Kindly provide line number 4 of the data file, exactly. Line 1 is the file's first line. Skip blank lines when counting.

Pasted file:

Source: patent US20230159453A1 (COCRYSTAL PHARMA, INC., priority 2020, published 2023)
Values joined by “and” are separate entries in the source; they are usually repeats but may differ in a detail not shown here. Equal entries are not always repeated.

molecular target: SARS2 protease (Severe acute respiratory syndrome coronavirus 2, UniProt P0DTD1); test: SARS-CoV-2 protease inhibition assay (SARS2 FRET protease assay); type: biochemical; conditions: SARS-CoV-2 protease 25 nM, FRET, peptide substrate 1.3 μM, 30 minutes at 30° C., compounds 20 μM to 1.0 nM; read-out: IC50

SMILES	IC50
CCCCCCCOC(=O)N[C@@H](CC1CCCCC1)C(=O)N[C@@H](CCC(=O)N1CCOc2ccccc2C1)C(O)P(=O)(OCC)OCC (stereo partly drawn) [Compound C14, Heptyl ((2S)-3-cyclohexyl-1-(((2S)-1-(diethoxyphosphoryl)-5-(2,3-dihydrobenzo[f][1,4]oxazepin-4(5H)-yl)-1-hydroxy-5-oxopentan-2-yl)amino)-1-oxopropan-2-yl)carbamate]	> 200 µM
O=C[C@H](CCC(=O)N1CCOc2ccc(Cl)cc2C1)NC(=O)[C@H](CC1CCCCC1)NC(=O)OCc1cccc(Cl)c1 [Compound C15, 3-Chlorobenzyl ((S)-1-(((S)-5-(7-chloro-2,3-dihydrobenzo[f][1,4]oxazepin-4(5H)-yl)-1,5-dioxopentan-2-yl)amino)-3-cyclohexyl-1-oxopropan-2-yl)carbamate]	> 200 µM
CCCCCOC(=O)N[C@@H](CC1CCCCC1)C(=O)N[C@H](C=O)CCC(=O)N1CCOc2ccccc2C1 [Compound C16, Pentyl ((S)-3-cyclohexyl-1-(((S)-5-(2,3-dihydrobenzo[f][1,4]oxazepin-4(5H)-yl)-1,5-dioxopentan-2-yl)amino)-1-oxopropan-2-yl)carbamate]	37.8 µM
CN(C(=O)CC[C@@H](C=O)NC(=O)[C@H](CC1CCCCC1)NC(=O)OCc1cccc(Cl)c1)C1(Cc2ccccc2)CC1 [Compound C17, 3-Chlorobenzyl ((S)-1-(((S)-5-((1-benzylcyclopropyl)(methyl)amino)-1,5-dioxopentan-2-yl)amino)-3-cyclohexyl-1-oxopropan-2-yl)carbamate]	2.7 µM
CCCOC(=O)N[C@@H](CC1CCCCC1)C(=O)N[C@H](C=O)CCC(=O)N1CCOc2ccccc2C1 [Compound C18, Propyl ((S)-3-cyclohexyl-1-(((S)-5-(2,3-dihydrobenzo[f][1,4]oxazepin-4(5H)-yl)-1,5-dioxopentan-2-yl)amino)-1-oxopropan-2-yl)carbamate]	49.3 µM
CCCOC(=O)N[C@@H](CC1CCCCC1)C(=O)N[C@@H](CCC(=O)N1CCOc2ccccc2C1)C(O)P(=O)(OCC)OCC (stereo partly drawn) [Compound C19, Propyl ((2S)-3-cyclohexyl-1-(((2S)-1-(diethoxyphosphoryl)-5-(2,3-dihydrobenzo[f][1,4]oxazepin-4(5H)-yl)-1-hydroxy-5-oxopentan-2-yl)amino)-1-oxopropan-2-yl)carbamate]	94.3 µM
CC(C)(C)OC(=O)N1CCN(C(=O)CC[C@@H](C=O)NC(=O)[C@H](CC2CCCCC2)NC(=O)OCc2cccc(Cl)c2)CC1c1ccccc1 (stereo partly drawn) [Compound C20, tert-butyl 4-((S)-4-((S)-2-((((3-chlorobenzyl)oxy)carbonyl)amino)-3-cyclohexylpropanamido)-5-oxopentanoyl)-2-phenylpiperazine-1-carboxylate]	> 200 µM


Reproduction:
SMILES	IC50